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Aftershock (Bob Skinner series, Book 18)

Aftershock (Bob Skinner series, Book 18)

Skinner’s world is shaken to the core…

Still reeling from the tragic death of their much-loved colleague, Skinner’s men are about to discover that a disturbed serial killer is still at large and very close to home. Perfect for fans of Ian Rankin and James Oswald.


It’s the second week of July Trades Holiday in Edinburgh when Deputy Chief Constable Bob Skinner and his men get a call informing them that the body of a young woman has been found on a golf course. It’s been there for ten days so she’s not a pretty sight. But the way she has been laid out is uncannily familiar. The body has been ‘composed’, just like the bodies of three other young women in a previous case. Could it be the work of a copycat killer? The murder victim is an art teacher who was having a relationship with the son of a Tory MP. Her ex-boyfriend is a policeman with a reputation as a serious womaniser. It seems the murder trail is getting much too close for comfort…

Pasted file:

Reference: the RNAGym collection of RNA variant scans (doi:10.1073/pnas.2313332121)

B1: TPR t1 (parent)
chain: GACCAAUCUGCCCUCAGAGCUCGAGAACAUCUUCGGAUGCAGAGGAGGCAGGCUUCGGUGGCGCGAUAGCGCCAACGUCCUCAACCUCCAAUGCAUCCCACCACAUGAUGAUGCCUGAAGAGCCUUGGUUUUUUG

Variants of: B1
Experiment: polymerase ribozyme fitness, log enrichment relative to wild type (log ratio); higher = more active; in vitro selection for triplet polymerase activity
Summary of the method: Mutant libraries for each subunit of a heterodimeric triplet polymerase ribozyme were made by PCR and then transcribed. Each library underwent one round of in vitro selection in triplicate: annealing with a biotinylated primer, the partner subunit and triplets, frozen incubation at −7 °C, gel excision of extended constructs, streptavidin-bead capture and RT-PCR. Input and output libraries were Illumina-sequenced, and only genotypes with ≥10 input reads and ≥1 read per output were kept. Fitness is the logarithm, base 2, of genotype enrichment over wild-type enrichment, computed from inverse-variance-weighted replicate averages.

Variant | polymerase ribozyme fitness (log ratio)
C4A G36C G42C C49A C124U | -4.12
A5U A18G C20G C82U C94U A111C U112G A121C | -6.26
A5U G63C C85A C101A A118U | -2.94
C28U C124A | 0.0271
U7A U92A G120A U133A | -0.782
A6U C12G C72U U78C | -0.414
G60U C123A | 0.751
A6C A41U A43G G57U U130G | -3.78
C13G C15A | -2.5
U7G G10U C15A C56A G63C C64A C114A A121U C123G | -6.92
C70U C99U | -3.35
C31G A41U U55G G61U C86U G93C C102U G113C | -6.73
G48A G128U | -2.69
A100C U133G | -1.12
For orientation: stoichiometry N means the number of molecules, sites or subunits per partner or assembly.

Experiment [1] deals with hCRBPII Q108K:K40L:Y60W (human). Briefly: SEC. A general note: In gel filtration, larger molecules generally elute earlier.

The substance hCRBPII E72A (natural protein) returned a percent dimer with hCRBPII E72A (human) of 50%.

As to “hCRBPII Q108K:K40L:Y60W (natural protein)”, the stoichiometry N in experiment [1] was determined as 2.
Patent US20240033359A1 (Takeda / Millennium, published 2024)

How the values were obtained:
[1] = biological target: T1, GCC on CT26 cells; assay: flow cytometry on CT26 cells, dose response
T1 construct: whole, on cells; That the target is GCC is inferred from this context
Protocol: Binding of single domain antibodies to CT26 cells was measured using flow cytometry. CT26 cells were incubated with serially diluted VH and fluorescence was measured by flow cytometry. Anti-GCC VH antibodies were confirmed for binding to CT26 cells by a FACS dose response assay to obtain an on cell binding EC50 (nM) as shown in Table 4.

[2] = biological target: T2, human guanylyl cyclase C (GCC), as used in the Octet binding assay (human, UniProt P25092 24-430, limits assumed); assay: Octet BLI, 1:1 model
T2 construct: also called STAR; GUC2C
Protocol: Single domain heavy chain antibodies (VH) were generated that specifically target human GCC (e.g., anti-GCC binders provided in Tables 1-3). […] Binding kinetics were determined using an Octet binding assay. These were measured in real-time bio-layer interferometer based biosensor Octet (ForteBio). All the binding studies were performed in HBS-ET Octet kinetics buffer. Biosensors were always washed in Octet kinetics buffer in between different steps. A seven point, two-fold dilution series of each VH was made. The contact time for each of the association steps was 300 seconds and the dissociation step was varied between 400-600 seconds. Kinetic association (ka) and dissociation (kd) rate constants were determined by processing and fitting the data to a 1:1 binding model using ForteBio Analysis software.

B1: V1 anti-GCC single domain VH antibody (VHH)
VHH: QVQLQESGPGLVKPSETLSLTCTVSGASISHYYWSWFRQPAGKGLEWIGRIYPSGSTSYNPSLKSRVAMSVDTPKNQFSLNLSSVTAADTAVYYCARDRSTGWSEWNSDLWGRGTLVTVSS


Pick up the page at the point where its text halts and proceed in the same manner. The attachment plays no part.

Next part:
What readers are saying about Aftershock:

‘In many ways Quintin Jardine is the Scottish answer to John Grisham… whilst reading one is gripped and cannot resist turning the page

‘The twists in the book always keep you guessing. Fantastic writing as always’

‘Top notch stuff and well worth seeking out if you love a gripping thriller with plenty of twists and turns
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Genre: Fiction & Related Items / Modern & Contemporary Fiction (post C 1945)

On Sale: 5th February 2009

Price: £8.99

ISBN-13: 9780755351039

Reviews

Compelling stuff
Oxford Times
A complex and suspenseful saga that never flags from start to finish
Bolton Evening News
Deplorably readable
Guardian
Gritty cop drama that makes Taggart look tame
Northern Echo
More twists and turns than TV's Taggart at its best
Stirling Observer
Praise for Quintin Jardine: If Ian Rankin is the Robert Carlyle of Scottish crime writers, then Jardine is surely its Sean Connery
Glasgow Herald
If you're looking for a detective whose personal life is as active, contradictory and complicated as his job then follow the Edinburgh exploits of Deputy Chief Constable Bob Skinner in Quintin Jardine's Skinner series
Radio Times